US, Japan wrangle over Okinawa murder

An American man working at a U.S. military base on the Japanese island of Okinawa was arrested Thursday on suspicion of dumping the body of a 20-year-old Japanese woman.

The case is likely to stir up anti-U.S. sentiment ahead of an impending visit later this week by U.S. President Barack Obama.

After the incident, the Governor of Okinawa, Takeshi Onaga, has requested a meeting with President Obama and demanded an immediate “drastic” review of the Japan-U.S. Status of Forces Agreement, which, in part, decrees how U.S. military and military-affiliated personnel are dealt with in Japan.

Japanese Prime Minister Shinzon Abe has also indicated his intentions to discuss the matter with Obama, likely to take place on the sidelines of a two-day Group of Seven leaders’ summit.

More than 70 years after Japan’s defeat in World War II, Okinawa continues to host the bulk of U.S. military facilities in Japan. But the heavy US military presence on Okinawa has long been a thorn in the side of relations. And the decades-long debate continues among the Japanese people.

“The American worker should be blamed. It’ s beyond argument that the key cause of such an incident is on whether the suspect himself is a good or bad person and whether he is well-educated. It doesn’t matter where it happened, either in Japan or the U.S.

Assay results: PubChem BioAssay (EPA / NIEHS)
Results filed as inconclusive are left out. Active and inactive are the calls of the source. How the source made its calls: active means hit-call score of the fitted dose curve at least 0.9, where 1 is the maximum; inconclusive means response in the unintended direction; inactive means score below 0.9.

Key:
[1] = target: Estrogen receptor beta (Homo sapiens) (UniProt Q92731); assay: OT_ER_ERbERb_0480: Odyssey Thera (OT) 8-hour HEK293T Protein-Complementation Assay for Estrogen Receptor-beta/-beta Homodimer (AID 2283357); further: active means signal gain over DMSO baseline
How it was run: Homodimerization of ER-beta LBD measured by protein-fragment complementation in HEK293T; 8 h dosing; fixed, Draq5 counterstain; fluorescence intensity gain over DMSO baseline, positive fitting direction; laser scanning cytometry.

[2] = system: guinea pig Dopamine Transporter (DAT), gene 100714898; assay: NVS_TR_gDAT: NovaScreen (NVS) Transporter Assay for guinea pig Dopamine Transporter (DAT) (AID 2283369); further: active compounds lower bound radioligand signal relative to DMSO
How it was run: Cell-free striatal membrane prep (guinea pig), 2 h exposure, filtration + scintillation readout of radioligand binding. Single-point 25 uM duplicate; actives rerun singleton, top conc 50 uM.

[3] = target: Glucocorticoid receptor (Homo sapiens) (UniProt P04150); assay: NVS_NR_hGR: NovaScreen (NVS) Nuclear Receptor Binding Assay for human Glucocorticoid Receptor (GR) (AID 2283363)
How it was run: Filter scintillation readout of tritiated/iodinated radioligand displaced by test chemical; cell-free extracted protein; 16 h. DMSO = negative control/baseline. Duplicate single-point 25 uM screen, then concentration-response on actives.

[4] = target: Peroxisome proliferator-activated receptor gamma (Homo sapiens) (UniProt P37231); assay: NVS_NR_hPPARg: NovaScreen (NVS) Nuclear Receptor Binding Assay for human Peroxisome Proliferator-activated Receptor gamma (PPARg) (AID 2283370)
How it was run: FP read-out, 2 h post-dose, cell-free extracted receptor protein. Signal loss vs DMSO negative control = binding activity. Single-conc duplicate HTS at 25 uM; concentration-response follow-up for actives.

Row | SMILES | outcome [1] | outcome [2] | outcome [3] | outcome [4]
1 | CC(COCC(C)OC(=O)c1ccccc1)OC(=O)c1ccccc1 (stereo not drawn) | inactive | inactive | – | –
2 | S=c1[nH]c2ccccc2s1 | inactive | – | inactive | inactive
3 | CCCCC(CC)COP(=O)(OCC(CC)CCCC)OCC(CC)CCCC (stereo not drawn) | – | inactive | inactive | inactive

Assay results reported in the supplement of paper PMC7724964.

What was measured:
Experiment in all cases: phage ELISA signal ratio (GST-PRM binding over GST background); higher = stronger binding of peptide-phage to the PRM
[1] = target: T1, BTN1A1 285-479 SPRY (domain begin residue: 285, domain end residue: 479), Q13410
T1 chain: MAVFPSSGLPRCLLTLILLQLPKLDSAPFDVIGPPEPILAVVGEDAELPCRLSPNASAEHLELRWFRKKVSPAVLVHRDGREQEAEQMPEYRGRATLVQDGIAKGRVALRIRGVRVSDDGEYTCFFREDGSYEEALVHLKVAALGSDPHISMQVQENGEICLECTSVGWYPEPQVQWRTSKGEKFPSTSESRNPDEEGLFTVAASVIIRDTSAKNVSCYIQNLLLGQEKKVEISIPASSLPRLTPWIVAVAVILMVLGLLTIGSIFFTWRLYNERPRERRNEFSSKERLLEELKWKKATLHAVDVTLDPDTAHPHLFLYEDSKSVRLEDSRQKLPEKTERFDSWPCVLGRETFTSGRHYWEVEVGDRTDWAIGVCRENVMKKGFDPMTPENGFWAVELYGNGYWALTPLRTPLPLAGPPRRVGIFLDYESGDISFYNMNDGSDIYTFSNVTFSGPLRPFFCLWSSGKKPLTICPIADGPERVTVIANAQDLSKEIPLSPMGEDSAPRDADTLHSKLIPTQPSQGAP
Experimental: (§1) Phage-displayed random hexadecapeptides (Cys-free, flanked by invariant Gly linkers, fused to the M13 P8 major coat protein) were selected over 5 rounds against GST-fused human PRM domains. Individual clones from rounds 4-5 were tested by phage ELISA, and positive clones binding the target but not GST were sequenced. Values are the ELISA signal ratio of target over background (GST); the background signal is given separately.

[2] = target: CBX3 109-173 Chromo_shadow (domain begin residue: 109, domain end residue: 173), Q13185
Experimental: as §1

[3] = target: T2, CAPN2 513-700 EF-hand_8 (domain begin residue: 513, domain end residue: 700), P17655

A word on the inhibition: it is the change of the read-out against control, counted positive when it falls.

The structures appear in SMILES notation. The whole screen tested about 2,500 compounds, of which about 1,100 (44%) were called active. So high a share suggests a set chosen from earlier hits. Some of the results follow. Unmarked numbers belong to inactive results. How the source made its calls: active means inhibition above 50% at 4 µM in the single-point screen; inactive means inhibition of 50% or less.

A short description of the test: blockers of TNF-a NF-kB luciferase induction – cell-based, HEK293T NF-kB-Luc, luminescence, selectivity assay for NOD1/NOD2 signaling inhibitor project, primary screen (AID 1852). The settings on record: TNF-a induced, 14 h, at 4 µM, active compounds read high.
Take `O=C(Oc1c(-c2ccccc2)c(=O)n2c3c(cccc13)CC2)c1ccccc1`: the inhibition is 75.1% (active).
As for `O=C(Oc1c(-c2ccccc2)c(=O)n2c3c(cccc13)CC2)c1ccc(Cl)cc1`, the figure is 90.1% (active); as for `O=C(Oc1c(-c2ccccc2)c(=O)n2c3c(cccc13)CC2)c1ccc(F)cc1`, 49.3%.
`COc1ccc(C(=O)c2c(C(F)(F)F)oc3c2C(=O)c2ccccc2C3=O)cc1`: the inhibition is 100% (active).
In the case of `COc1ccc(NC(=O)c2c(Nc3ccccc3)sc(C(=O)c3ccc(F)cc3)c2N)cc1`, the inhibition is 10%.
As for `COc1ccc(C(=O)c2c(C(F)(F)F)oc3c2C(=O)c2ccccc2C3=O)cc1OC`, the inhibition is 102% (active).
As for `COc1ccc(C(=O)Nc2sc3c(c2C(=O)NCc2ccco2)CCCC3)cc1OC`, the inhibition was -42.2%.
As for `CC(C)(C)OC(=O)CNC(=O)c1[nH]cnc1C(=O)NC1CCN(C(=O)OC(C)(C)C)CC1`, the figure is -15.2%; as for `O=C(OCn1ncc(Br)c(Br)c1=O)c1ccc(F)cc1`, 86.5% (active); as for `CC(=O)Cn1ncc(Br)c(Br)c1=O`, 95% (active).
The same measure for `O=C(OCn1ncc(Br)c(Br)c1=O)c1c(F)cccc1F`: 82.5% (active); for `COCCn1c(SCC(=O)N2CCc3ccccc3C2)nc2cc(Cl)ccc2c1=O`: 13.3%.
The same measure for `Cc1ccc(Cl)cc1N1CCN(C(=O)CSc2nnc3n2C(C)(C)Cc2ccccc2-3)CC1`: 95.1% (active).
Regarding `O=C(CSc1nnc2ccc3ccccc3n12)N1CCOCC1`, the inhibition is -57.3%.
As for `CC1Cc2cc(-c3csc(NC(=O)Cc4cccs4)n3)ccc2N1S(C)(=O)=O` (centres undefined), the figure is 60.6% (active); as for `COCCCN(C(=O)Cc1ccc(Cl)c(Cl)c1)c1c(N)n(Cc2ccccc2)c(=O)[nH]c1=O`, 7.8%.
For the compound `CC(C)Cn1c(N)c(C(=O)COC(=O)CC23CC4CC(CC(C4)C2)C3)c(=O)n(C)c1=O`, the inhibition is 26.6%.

“The U.S. military bases in Okinawa should be blamed. Many Americans go there alone, without companions of their families, which is a reason behind such incidents.

“Crimes by U.S. military personnel in Okinawa have been commonly reported. But there is no clear comparison between the crime rate of Americans in Okinawa and that of local Japanese people. I’ m not in favor of blaming the U.S.government just because there are some Americans committing crimes in Okinawa.”

Okinawa hosts some 75 percent of U.S. bases in Japan, with local citizens becoming increasingly irritate at their base-hosting burdens amid rising instances of crimes by Americans.

Anti-U.S. sentiment has been steadily rising on the island, and spiked in 1995, when an elementary schoolgirl was savagely gang-raped by three U.S. servicemen.

Local residents are planning a major anti-US base rally next month similar in scale to the one in 1995.

Leave a Comment